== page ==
Queensgate - Dartmouth
Oceans, Deserts and Marathons - The Chronicles of Dartmouth
In January 2004 four men conquered the elements, set world records and laid to rest their own demons to row the Atlantic in just 36 days.
For one it would be the culmination and triumph over more than 5 years of hard graft and personal disappointment, and the key to moving on in his life.
For two of them it would be just the start of the physical challenges they would set themselves.
The Dartmouth Four of Phil Langman, Iain “Yorkie” Lomas, Sean Barker and Jason Hart rowed in the Ocean Rowing Society’s John Fairfax Regatta from the Canary Islands to Barbados.
The crew were the first ‘four’ ever to row an ocean and their time was an astounding 36 days: only a crew of 11 French Navy cadets had done it faster in 1992, and that team followed a course more than 100 miles shorter.
The group had been tantalisingly close to even that record after leaping into the lead in the race in its early stages, and the Dartmouth Chronicle had weekly updates giving the readers a glimpse of how the ‘boys’ were doing.
When they rowed their boat Queensgate into Barbados, after 36 days and 59 1/2 minutes, they had broken the previous record for that route by four clear days, won the race and were the first ‘four’ to row an ocean.
The bearded men were shown smiling in the Barbados sunshine, though they were more emotional than that the night before as they crossed the finishing line.
The ‘boys’ had got their victory the hard way. They had paid for their boat by instalments and had fitted it out themselves after their evening training sessions. They had all worked long and hard and done it their own way – deciding collectively what equipment to take and which to leave behind to reduce weight, ignoring safety advice from the race organisers in order to gain minutes a day over their rivals.
For Jason Hart it was probably sweeter than for his colleagues, as he had failed in an attempt to row the Atlantic 2 years before.
He had been forced to burn his boat after being left mid-ocean by his rowing partner – who was also his cousin. The two had sunk thousands into the row and it caused a bad family rift after their return. Jason said burning the boat was like ‘the death of a family dog’.
But he and the rest of the crew were on cloud nine in 2004.
The congratulations poured in.
Chairman of the Dartmouth Regatta, Basil Williams said: “Congratulations to the boys, the regatta committee is very proud of them. I sent them an e-mail telling them to save themselves a bit because they are the chairman’s crew in the invitation whaler race this year.”
The crew returned and spent the next year talking about their experiences. They lectured and even released a book.
And then they went their separate ways.
Jason emigrated with his wife and three children to Canada. He joined the Canadian fire service and all of them settled in well. He seemed to have got the monkey off his back and moved on, a more contented and prouder man.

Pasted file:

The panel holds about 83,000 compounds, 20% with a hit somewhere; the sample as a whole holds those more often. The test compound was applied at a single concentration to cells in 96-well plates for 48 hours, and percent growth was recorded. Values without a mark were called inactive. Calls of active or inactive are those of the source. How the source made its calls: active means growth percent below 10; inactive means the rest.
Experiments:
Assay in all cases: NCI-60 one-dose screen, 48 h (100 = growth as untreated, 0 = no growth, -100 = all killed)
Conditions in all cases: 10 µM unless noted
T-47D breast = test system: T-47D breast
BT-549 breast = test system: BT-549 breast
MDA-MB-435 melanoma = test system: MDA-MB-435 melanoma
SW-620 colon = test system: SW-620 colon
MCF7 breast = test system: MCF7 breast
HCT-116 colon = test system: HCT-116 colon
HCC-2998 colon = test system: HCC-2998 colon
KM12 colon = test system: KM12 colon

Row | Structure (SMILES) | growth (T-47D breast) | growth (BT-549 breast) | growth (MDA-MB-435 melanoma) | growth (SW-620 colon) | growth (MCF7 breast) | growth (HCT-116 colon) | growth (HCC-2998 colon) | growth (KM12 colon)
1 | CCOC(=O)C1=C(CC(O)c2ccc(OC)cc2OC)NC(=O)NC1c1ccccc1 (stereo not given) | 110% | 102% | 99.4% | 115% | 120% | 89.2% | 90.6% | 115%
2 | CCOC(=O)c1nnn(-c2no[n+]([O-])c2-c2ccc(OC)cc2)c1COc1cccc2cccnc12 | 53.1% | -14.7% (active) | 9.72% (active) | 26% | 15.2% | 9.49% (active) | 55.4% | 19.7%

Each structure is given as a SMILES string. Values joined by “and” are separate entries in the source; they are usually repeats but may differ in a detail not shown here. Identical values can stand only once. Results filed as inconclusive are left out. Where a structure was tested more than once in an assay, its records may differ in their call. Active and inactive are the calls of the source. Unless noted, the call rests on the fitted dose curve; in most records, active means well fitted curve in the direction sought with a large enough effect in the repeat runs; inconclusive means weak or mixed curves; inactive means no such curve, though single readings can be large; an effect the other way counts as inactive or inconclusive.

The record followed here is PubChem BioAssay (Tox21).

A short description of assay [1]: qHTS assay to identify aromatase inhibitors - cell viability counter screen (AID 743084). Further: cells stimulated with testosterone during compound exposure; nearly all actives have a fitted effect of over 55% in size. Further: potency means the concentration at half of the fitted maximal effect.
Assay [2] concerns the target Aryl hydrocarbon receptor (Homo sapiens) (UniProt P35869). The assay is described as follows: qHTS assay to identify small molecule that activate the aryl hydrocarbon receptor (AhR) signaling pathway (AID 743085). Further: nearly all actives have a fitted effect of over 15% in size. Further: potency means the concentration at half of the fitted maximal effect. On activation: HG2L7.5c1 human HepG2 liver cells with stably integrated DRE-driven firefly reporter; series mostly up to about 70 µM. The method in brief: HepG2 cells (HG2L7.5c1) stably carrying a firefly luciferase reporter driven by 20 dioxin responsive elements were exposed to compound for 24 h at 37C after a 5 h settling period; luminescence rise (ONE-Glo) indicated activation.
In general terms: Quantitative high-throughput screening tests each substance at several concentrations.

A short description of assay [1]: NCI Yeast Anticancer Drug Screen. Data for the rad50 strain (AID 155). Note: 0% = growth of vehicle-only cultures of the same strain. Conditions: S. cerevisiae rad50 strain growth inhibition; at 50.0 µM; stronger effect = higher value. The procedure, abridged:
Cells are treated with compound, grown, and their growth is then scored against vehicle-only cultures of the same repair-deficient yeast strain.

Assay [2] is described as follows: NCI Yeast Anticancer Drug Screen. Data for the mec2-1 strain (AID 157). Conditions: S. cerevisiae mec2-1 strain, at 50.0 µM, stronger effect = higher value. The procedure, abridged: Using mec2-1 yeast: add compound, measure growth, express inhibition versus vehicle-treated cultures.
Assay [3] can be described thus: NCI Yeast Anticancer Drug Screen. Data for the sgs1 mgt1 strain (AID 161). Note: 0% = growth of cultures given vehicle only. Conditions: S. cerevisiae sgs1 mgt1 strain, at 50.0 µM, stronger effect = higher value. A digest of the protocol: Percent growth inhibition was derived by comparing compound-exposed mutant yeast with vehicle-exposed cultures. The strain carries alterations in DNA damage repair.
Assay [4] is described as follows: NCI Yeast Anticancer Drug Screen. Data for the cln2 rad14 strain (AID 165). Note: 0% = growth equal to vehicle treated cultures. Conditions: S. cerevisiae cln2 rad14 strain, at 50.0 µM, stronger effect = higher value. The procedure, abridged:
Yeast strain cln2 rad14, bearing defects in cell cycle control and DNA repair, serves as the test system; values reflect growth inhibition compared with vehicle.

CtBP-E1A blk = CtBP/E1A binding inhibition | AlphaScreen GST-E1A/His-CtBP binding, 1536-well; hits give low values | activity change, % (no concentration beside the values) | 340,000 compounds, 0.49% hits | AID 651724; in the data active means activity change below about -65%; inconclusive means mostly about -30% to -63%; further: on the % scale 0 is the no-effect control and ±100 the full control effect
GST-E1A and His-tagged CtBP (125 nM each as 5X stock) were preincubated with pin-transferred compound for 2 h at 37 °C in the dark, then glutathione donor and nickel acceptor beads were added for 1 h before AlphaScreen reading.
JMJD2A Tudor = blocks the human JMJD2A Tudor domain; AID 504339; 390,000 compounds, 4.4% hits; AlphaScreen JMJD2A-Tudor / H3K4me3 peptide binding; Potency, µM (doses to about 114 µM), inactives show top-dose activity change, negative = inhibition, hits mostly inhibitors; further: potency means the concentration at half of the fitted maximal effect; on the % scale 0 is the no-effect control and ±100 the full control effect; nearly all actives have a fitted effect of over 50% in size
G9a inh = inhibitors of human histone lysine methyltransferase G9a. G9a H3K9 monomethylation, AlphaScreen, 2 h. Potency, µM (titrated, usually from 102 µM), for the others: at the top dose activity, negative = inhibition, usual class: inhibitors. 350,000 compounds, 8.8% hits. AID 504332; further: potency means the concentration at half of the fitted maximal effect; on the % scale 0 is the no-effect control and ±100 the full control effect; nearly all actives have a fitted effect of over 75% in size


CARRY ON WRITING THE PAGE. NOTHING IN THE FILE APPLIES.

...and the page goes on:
Shaun moved to Totnes and became a Police Community Support Officer.
But Phil and Yorkie still wanted to challenge themselves in the most extreme ways possible.
They first decided they wanted to take on the Augrabies Extreme Marathon running 6 marathons in 7 days through the Kalahari desert carrying 40-pounds of weight, including water and food to be consumed on the way. They both finished in the top 5 out of more than 50 competitors.
For some people this would have been enough excitement and adventure for a lifetime, or at least a few years.
But not for Phil and Yorkie.
They started training less than 2 months later to take on a feat never before attempted.
They ran the Paris Marathon, then ran from Paris to London on tarmac roads over the next 6 days and then ran the London Marathon: a total of 8.3 marathons in 7 days. They nearly got on national radio, but were bumped off it when a one-legged refugee grabbed the reporters’ attention.
The boys didn’t mind, they just got down to planning their next adventure.
With a couple of other local men, they then decided to cycle from John O’Groats to Land’s End.
But this is something lots of people have done.
So they decided to run up the 3 highest peaks in Britain on the way and canoe the length of the 3 longest lakes as well. They were also aiming to break the record of 10 days set by another tream mad enough to do it.
They completed the challenge in 9. And to judge by their expressions at the finish line, they hardly broke a sweat.
They won’t tell you what they’ve done, but it’s worth buying them a drink and finding out, because it will amaze and astound you.
This article is a specially edited extract from The Chronicles of Dartmouth 1955-2010 by Phil Scoble, published by Richard Webb. The book is available from White Sails Gallery, the Dartmouth Community Bookshop, the TIC and online at www.dartmouthbooks.co.uk.
First Published July 2012 By The Dart